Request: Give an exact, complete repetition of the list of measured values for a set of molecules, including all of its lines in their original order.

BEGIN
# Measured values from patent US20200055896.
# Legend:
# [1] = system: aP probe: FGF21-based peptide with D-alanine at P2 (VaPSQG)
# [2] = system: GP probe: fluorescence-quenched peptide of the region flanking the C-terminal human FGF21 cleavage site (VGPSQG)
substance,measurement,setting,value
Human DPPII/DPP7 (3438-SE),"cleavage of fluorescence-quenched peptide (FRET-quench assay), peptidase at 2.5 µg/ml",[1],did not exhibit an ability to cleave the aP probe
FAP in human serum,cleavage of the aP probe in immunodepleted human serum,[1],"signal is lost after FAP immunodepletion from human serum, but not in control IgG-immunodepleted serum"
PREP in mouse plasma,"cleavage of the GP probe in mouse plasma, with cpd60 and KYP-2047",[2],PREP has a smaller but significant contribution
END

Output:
# Measured values from patent US20200055896.
# Legend:
# [1] = system: aP probe: FGF21-based peptide with D-alanine at P2 (VaPSQG)
# [2] = system: GP probe: fluorescence-quenched peptide of the region flanking the C-terminal human FGF21 cleavage site (VGPSQG)
substance,measurement,setting,value
Human DPPII/DPP7 (3438-SE),"cleavage of fluorescence-quenched peptide (FRET-quench assay), peptidase at 2.5 µg/ml",[1],did not exhibit an ability to cleave the aP probe
FAP in human serum,cleavage of the aP probe in immunodepleted human serum,[1],"signal is lost after FAP immunodepletion from human serum, but not in control IgG-immunodepleted serum"
PREP in mouse plasma,"cleavage of the GP probe in mouse plasma, with cpd60 and KYP-2047",[2],PREP has a smaller but significant contribution